One can also keep additional battery packs at the ready, in order to facilitate continuous use.
When to Use an Impact Driver
- Quickly driving / removing screws
- Driving / removing small hex-head bolts
- Setting self-tapping bolts
- Removing deeply sunken screws
- Working in general moderate torque applications
Key Differences Between an Impact Wrench and Impact Driver
The following is a side-by-side comparison of several key characteristics found in both impact wrenches and drivers.
In most cases, impact wrenches are significantly larger than impact drivers, and often weigh substantially more. This quite simply comes as a product of the demands placed upon an impact wrench while in service.
Impact wrenches must be designed to much heavier standards than the typical impact driver, in order to sustain repetitive shock loading at extreme torque.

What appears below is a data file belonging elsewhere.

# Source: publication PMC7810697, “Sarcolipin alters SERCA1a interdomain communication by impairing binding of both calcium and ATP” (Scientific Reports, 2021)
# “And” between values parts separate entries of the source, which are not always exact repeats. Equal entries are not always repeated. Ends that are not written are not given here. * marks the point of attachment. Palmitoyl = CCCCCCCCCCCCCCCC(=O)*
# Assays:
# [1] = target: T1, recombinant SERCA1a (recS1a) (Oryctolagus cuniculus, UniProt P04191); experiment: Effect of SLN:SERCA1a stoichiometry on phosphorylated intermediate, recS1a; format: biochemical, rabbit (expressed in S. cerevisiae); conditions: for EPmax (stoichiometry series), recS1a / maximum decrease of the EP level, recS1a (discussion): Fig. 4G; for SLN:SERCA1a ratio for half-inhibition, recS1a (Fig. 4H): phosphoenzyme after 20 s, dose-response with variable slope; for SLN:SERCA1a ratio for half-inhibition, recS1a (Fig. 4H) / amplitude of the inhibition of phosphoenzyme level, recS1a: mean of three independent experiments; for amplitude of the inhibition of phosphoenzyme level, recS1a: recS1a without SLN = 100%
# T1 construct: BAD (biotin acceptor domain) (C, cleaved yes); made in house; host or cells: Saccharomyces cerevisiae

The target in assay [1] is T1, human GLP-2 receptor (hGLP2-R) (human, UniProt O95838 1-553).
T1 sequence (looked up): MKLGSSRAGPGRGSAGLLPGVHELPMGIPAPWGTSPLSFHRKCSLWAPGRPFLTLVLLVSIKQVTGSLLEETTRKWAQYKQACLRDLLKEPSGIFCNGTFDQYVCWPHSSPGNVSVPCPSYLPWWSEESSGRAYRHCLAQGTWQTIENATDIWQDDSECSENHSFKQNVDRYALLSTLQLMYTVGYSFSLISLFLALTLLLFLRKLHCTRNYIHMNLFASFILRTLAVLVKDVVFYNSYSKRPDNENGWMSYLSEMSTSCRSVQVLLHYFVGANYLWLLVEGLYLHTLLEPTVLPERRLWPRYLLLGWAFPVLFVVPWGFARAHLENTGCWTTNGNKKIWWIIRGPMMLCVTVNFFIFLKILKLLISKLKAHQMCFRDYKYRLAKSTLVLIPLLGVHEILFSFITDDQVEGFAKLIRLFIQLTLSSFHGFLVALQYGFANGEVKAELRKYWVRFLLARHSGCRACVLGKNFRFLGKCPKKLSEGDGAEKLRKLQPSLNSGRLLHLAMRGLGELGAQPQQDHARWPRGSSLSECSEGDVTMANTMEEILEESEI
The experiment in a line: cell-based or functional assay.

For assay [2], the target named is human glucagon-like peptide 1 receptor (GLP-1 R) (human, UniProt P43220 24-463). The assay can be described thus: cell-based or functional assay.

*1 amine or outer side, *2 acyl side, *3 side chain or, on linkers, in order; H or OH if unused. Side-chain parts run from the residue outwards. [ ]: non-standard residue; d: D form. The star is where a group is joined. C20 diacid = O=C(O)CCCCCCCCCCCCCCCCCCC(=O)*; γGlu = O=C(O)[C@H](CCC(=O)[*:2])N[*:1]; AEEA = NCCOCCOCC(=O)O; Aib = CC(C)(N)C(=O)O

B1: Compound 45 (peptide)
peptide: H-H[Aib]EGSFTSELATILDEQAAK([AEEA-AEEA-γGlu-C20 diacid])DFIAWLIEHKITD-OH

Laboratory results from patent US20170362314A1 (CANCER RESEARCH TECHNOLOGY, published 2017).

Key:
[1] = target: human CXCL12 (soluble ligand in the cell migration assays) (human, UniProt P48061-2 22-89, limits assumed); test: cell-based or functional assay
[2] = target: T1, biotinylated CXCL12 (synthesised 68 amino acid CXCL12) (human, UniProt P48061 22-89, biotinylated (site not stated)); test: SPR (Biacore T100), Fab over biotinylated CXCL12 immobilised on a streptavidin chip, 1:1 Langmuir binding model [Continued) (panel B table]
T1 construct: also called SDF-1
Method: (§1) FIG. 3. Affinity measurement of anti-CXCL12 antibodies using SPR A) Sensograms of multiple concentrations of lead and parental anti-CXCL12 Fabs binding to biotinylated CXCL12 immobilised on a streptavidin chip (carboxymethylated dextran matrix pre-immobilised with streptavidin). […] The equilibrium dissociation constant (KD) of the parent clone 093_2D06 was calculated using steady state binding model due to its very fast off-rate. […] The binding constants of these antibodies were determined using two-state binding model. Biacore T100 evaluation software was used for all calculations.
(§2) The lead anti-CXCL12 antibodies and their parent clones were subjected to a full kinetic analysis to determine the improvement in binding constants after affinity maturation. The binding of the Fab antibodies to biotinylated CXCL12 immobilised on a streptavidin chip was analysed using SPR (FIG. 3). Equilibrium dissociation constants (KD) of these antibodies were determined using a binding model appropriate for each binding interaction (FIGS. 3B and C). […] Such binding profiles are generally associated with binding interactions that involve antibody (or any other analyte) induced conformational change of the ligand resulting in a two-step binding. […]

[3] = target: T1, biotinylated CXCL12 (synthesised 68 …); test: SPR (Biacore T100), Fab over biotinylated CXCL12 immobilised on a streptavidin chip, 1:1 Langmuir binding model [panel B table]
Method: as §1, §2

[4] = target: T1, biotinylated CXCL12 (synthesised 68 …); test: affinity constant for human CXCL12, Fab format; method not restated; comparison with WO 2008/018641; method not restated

However, many air impact wrenches are now available in composite handle configurations. When revised in this fashion, an impact wrench sheds a substantial amount of its operating weight. This often reduces operator fatigue, allowing one to work for a longer period of time, in relative comfort.
Impact wrenches can be readily found in both pneumatic and battery-operated configurations. Battery powered impact wrenches are immensely popular within the trades and are a staple of job sites everywhere.
Meanwhile, many mechanics still rely upon air-powered impacts when in need of additional torque, though battery powered impacts have also found increased popularity within such applications.
Virtually all impact drivers are electrically powered. While a few corded impact drivers exist, battery operated models account for the vast majority of sales. This is primarily due to the ease of portability associated with battery powered impacts.
Impact wrenches typically possess a significantly greater amount of torque than most standard impact drivers. Today, it is not uncommon for impact wrenches to offer as much as 1000 lb.-ft. of torque and even more breakaway (reverse) torque. In the vast majority of cases, this is more than enough power to complete even the most difficult tasks with ease.
On the other hand, impact drivers feature far less torque than an impact wrench. In general, most impact drivers possess a maximum torque of approximately 100-150 lb.-ft.